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Deaths in California hit new high, but Bay Area continues to be spared

Deaths in California hit new high, but Bay Area continues to be spared

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This illustration provided by the Centers for Disease Control and Prevention shows the 2019 Novel Coronavirus (2019-nCoV). 

For three weeks, nearly every day has brought with it a record number of cases and hospitalizations from COVID-19 in California. Now, after back-to-back days of record-setting death tolls, the state has now experienced its deadliest seven-day period of the pandemic.

Another 135 Californians perished from the virus Thursday, according to data compiled by this news organization, just shy of the record set Wednesday but more than any other day before that. With it, the seven-day average climbed to 84 fatalities per day -- 29% higher than a week ago and the highest it has ever been. The previous peak came in mid-April, when an average of 80 people died per day from April 18-24.

New cases and hospitalizations aren't slowing down, either. The state added another 9,769 confirmed cases Thursday, raising the seven-day average to 7,909, also a new high. The number of patients hospitalized in California hit a low of 3,092 on June 13; in the month since, it has nearly doubled to 6,126, hitting a new high on Wednesday. The test-positivity rate, which the World Health Organization advises to keep under 5%, has risen to 7.6% from 4.9% just over two weeks ago.

Health officials have warned that deaths are a lagging indicator and wondered when, or if, states with rising case numbers would begin to see a commensurate rise in deaths. Earlier this week, a WHO official said "we may see deaths start to climb again because we've only really experienced this rapid increase in cases over the last five to six weeks."

In other states where cases and hospitalizations have been rising, deaths are beginning to follow. Texas and Florida also reported record numbers of deaths from the virus on Thursday. Texas has reported 203 fatalities from the virus the past two days after not having a day with more than 60 before this week; the seven-day average there is 72% higher than a week ago. In Florida, more than 400 new patients were admitted to hospitals Thursday and 120 people died from the virus -- both new records for the state.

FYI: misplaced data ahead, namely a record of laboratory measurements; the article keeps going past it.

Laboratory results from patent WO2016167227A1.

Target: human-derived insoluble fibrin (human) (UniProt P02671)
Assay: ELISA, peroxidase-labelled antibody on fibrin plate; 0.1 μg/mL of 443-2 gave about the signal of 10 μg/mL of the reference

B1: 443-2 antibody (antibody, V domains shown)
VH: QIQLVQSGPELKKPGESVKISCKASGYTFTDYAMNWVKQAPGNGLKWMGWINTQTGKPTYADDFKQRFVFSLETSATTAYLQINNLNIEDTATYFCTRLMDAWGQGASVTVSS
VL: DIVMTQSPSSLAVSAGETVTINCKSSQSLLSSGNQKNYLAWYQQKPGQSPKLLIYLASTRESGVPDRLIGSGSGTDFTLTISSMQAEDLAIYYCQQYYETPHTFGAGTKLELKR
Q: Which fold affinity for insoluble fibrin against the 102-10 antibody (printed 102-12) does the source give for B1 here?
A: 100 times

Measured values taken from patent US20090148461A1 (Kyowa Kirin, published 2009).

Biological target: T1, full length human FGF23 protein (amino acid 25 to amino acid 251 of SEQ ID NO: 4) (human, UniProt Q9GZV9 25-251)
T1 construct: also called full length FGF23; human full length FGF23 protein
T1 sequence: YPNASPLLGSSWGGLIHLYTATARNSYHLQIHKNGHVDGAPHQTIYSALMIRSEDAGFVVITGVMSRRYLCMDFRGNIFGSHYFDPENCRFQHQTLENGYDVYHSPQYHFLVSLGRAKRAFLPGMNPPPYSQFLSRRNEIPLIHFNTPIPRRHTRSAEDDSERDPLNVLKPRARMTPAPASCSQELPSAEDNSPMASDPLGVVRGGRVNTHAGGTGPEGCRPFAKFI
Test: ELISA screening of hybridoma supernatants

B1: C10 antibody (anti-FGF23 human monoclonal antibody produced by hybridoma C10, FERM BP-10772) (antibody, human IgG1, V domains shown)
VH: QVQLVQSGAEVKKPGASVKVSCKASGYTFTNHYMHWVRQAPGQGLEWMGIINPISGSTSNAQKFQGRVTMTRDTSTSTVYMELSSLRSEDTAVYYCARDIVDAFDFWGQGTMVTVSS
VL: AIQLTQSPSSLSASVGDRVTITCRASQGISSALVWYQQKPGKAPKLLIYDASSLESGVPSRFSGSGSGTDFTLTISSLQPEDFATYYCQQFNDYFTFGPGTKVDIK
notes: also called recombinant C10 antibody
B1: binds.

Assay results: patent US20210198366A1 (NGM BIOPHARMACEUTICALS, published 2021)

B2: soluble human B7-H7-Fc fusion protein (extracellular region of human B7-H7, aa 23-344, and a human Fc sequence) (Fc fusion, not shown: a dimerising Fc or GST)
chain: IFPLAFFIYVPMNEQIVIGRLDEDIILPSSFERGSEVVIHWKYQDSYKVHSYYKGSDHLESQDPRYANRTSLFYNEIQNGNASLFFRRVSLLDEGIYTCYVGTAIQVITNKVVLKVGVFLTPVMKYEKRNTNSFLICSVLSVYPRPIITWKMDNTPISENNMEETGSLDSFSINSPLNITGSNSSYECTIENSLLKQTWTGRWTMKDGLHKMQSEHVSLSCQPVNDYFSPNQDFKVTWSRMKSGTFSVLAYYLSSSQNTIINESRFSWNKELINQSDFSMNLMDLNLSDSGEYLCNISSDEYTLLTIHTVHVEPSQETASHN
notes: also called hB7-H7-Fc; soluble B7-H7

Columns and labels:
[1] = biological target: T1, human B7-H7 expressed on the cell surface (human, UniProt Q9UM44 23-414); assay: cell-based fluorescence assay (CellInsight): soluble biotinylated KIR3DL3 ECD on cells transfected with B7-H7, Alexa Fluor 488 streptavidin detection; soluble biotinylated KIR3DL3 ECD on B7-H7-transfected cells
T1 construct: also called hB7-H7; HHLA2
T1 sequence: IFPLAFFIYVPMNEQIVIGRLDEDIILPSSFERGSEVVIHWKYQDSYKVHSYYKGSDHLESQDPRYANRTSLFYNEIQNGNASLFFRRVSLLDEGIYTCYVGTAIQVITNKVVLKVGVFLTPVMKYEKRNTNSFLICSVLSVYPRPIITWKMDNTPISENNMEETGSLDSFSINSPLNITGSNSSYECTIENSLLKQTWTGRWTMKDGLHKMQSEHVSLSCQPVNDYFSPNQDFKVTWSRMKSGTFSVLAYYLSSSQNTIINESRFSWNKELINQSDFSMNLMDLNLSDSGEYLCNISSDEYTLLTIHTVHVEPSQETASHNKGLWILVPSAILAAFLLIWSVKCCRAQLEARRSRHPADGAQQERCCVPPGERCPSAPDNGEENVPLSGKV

While California has hit new highs of infections and deaths, the Bay Area has so far staved off the worst of the virus. Cases and hospitalizations continue to rise in the region, but its 10 counties (population: 8 million) accounted for seven of the 135 fatalities (5%) statewide Thursday. Los Angeles (47), Orange (26), Riverside (18) and San Bernardino (11) accounted for the majority of the deaths Thursday.

The six southern-most counties in California have the highest death rates over the past week, when accounting for population: Los Angeles (23.5 deaths per 1 million in the past week), Orange (15.1 deaths per 1 million), Riverside (27.5 deaths per 1 million), San Bernardino (17.7 per 1 million), San Diego (11.3 per 1 million) and Imperial (149 per 1 million). In the Bay Area, the death rate was 4.9 per 1 million residents over the past week.

The 554 patients in Bay Area hospitals is the most of any point in the pandemic, up 72% from two weeks ago, while the average number of cases had risen to 734 per day, 63% higher than two weeks ago. Per-capita, however, it is adding fewer cases per day than counties in Central and Southern California.

In the four counties between Los Angeles and the Arizona and Mexican borders -- Imperial, Orange, Riverside and San Diego (population: 9.1 million) -- cases are up 92% in two weeks, from 12.3 per 100,000 residents per day to 23.7 per 100,000. In seven Central Valley counties -- Fresno, Kings, Madera, Merced, San Joaquin, Stanislaus and Tulare (population: 3.4 million) -- the number of cases is rising even faster: up 110% from two weeks ago (15.7 per 100,000 residents per day to 33). The per-capita case rate in the Bay Area (population: 8 million) remains lower than both regions even before recent spikes, at 9.2 cases per 100,000 residents per day.

The Harvard Global Health Institute's per-capita case map seems to indicate a deteriorating situation. A week ago, Arizona and Florida were the only states designated red or "high risk," with more than 25 cases per 100,000 residents per day in the past week; now, they are joined by Louisiana, South Carolina, Texas and Georgia.

All six states also have rising positivity rates, according to the COVID Tracking Project: Louisiana, at 9.3%, is the only one under 10%. The country's percentage of positive tests has nearly doubled in less than a month and now sits at 8.4%. A majority of states have positive rates above the WHO-recommended 5% threshold.

In California, three counties were deemed high risk a week ago. Now, there are 11 shaded red on the Harvard map: Marin, Colusa, San Joaquin, Merced, Madera, Kings, Tulare, Santa Barbara, Orange, San Bernardino and Imperial. In the Bay Area, Contra Costa, Solano and Napa have also moved into the second-highest risk designation with at least 12 new cases per day per 100,000 residents.

As a state, California has reported the 12th-most cases per capita in the past week: 19.6 per 100,000 residents, one of 20 states Harvard scientists deemed red or orange risk levels. The state crossed the 300,000 case mark Thursday, one day after the Bay Area's case count crossed 30,000. In total, 6,850 Californians have died from COVID-19, including 632 Bay Area residents. In the U.S., the death toll hit 133,000 on Thursday, while the case count climbed to 3.1 million, more than triple any other county but Brazil, which had 1.7 million cases, according to Johns Hopkins University.

Distributed by Tribune Content Agency, LLC.

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